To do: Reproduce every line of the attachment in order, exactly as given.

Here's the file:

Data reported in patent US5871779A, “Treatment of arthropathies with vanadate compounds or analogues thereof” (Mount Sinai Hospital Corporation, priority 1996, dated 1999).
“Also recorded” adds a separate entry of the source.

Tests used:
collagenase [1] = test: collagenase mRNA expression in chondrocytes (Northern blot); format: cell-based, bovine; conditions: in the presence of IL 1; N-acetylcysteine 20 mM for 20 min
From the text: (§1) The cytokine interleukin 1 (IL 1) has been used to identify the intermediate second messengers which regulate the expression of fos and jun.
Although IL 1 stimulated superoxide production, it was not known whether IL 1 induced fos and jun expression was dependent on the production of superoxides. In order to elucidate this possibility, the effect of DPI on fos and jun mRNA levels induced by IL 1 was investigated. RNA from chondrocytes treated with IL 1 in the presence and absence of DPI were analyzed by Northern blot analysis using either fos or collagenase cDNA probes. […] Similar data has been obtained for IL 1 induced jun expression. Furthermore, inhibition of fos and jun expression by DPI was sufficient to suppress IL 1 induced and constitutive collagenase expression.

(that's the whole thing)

Data reported in patent US5871779A, “Treatment of arthropathies with vanadate compounds or analogues thereof” (Mount Sinai Hospital Corporation, priority 1996, dated 1999).
“Also recorded” adds a separate entry of the source.

Tests used:
collagenase [1] = test: collagenase mRNA expression in chondrocytes (Northern blot); format: cell-based, bovine; conditions: in the presence of IL 1; N-acetylcysteine 20 mM for 20 min
From the text: (§1) The cytokine interleukin 1 (IL 1) has been used to identify the intermediate second messengers which regulate the expression of fos and jun.
Although IL 1 stimulated superoxide production, it was not known whether IL 1 induced fos and jun expression was dependent on the production of superoxides. In order to elucidate this possibility, the effect of DPI on fos and jun mRNA levels induced by IL 1 was investigated. RNA from chondrocytes treated with IL 1 in the presence and absence of DPI were analyzed by Northern blot analysis using either fos or collagenase cDNA probes. […] Similar data has been obtained for IL 1 induced jun expression. Furthermore, inhibition of fos and jun expression by DPI was sufficient to suppress IL 1 induced and constitutive collagenase expression.